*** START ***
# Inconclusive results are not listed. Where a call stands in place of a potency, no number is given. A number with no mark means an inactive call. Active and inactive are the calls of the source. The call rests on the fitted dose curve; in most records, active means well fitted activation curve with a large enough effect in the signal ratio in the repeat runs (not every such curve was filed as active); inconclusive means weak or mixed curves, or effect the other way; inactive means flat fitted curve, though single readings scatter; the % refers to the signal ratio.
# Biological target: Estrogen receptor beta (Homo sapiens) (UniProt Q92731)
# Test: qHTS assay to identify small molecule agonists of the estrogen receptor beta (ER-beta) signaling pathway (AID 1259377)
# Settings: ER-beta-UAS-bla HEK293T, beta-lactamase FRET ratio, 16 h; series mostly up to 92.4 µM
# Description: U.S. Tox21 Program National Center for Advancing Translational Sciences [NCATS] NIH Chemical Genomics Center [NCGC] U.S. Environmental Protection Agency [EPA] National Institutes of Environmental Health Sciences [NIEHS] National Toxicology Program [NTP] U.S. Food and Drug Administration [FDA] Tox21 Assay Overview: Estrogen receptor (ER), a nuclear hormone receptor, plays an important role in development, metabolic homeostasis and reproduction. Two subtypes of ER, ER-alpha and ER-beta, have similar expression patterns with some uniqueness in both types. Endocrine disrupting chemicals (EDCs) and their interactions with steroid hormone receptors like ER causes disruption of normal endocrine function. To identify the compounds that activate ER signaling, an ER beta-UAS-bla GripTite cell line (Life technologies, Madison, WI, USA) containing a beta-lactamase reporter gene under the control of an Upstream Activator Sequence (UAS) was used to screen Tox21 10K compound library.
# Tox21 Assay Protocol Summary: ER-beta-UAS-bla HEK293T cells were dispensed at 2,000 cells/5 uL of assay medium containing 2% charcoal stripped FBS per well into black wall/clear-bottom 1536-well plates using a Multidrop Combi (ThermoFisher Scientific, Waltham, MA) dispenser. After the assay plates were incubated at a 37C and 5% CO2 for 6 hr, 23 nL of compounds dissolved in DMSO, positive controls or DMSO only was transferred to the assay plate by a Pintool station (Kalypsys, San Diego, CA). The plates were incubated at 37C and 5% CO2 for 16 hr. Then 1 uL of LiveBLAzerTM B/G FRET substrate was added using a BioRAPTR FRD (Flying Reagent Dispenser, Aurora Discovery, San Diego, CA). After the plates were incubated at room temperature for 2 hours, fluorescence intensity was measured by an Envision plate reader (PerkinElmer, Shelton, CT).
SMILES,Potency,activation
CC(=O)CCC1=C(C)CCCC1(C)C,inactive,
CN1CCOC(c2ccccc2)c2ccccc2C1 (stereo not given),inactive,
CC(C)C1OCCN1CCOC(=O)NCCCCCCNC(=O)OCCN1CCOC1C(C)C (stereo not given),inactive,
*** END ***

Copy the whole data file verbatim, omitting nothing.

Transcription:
# Inconclusive results are not listed. Where a call stands in place of a potency, no number is given. A number with no mark means an inactive call. Active and inactive are the calls of the source. The call rests on the fitted dose curve; in most records, active means well fitted activation curve with a large enough effect in the signal ratio in the repeat runs (not every such curve was filed as active); inconclusive means weak or mixed curves, or effect the other way; inactive means flat fitted curve, though single readings scatter; the % refers to the signal ratio.
# Biological target: Estrogen receptor beta (Homo sapiens) (UniProt Q92731)
# Test: qHTS assay to identify small molecule agonists of the estrogen receptor beta (ER-beta) signaling pathway (AID 1259377)
# Settings: ER-beta-UAS-bla HEK293T, beta-lactamase FRET ratio, 16 h; series mostly up to 92.4 µM
# Description: U.S. Tox21 Program National Center for Advancing Translational Sciences [NCATS] NIH Chemical Genomics Center [NCGC] U.S. Environmental Protection Agency [EPA] National Institutes of Environmental Health Sciences [NIEHS] National Toxicology Program [NTP] U.S. Food and Drug Administration [FDA] Tox21 Assay Overview: Estrogen receptor (ER), a nuclear hormone receptor, plays an important role in development, metabolic homeostasis and reproduction. Two subtypes of ER, ER-alpha and ER-beta, have similar expression patterns with some uniqueness in both types. Endocrine disrupting chemicals (EDCs) and their interactions with steroid hormone receptors like ER causes disruption of normal endocrine function. To identify the compounds that activate ER signaling, an ER beta-UAS-bla GripTite cell line (Life technologies, Madison, WI, USA) containing a beta-lactamase reporter gene under the control of an Upstream Activator Sequence (UAS) was used to screen Tox21 10K compound library.
# Tox21 Assay Protocol Summary: ER-beta-UAS-bla HEK293T cells were dispensed at 2,000 cells/5 uL of assay medium containing 2% charcoal stripped FBS per well into black wall/clear-bottom 1536-well plates using a Multidrop Combi (ThermoFisher Scientific, Waltham, MA) dispenser. After the assay plates were incubated at a 37C and 5% CO2 for 6 hr, 23 nL of compounds dissolved in DMSO, positive controls or DMSO only was transferred to the assay plate by a Pintool station (Kalypsys, San Diego, CA). The plates were incubated at 37C and 5% CO2 for 16 hr. Then 1 uL of LiveBLAzerTM B/G FRET substrate was added using a BioRAPTR FRD (Flying Reagent Dispenser, Aurora Discovery, San Diego, CA). After the plates were incubated at room temperature for 2 hours, fluorescence intensity was measured by an Envision plate reader (PerkinElmer, Shelton, CT).
SMILES,Potency,activation
CC(=O)CCC1=C(C)CCCC1(C)C,inactive,
CN1CCOC(c2ccccc2)c2ccccc2C1 (stereo not given),inactive,
CC(C)C1OCCN1CCOC(=O)NCCCCCCNC(=O)OCCN1CCOC1C(C)C (stereo not given),inactive,